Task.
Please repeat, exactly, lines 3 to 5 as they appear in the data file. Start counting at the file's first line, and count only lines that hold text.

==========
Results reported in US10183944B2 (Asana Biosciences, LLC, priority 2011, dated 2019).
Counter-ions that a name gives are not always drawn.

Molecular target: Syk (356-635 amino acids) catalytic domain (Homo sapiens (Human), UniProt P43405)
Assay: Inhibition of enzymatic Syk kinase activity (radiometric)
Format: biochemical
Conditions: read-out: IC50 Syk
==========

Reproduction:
Molecular target: Syk (356-635 amino acids) catalytic domain (Homo sapiens (Human), UniProt P43405)
Assay: Inhibition of enzymatic Syk kinase activity (radiometric)
Format: biochemical